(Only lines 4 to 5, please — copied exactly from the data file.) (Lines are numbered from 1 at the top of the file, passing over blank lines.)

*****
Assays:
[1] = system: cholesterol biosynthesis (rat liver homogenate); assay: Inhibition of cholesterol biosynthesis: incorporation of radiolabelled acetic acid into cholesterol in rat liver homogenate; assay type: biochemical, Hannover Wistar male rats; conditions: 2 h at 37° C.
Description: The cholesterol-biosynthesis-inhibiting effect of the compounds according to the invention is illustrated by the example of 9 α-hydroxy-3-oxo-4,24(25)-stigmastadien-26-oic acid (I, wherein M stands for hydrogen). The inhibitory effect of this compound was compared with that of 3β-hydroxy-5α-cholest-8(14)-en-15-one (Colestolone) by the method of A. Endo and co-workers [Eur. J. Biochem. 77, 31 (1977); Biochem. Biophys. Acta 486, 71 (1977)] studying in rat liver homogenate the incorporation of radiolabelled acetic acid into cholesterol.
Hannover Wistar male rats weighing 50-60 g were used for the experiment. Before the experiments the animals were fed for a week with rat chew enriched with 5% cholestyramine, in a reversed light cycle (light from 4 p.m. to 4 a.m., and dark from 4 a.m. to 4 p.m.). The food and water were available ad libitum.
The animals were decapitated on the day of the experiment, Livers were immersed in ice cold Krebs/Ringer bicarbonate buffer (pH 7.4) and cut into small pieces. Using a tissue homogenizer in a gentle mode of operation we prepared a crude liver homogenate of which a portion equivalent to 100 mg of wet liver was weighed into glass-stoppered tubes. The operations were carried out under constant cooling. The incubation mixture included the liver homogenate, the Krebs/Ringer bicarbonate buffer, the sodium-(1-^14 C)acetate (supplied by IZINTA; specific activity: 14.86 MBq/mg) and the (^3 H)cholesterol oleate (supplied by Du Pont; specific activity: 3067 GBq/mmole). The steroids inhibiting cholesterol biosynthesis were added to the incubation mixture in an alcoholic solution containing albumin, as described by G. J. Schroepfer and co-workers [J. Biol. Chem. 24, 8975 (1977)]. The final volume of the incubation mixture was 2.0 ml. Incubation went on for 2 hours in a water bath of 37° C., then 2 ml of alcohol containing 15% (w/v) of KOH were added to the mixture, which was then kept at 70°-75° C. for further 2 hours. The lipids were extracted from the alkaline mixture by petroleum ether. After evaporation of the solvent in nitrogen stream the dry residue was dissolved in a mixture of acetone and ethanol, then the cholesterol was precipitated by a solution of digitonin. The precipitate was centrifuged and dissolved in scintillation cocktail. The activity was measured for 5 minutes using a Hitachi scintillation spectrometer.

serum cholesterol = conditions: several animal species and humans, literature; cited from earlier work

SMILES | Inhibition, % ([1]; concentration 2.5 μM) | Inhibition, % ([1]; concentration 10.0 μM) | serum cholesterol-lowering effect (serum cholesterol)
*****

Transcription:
Hannover Wistar male rats weighing 50-60 g were used for the experiment. Before the experiments the animals were fed for a week with rat chew enriched with 5% cholestyramine, in a reversed light cycle (light from 4 p.m. to 4 a.m., and dark from 4 a.m. to 4 p.m.). The food and water were available ad libitum.
The animals were decapitated on the day of the experiment, Livers were immersed in ice cold Krebs/Ringer bicarbonate buffer (pH 7.4) and cut into small pieces. Using a tissue homogenizer in a gentle mode of operation we prepared a crude liver homogenate of which a portion equivalent to 100 mg of wet liver was weighed into glass-stoppered tubes. The operations were carried out under constant cooling. The incubation mixture included the liver homogenate, the Krebs/Ringer bicarbonate buffer, the sodium-(1-^14 C)acetate (supplied by IZINTA; specific activity: 14.86 MBq/mg) and the (^3 H)cholesterol oleate (supplied by Du Pont; specific activity: 3067 GBq/mmole). The steroids inhibiting cholesterol biosynthesis were added to the incubation mixture in an alcoholic solution containing albumin, as described by G. J. Schroepfer and co-workers [J. Biol. Chem. 24, 8975 (1977)]. The final volume of the incubation mixture was 2.0 ml. Incubation went on for 2 hours in a water bath of 37° C., then 2 ml of alcohol containing 15% (w/v) of KOH were added to the mixture, which was then kept at 70°-75° C. for further 2 hours. The lipids were extracted from the alkaline mixture by petroleum ether. After evaporation of the solvent in nitrogen stream the dry residue was dissolved in a mixture of acetone and ethanol, then the cholesterol was precipitated by a solution of digitonin. The precipitate was centrifuged and dissolved in scintillation cocktail. The activity was measured for 5 minutes using a Hitachi scintillation spectrometer.